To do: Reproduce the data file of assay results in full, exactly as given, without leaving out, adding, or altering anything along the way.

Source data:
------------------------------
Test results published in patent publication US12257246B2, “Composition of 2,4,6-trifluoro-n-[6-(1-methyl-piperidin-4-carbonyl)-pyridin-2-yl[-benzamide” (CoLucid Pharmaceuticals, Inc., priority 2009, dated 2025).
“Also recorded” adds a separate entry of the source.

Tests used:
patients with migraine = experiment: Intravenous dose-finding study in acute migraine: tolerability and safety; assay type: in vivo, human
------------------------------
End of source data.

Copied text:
Test results published in patent publication US12257246B2, “Composition of 2,4,6-trifluoro-n-[6-(1-methyl-piperidin-4-carbonyl)-pyridin-2-yl[-benzamide” (CoLucid Pharmaceuticals, Inc., priority 2009, dated 2025).
“Also recorded” adds a separate entry of the source.

Tests used:
patients with migraine = experiment: Intravenous dose-finding study in acute migraine: tolerability and safety; assay type: in vivo, human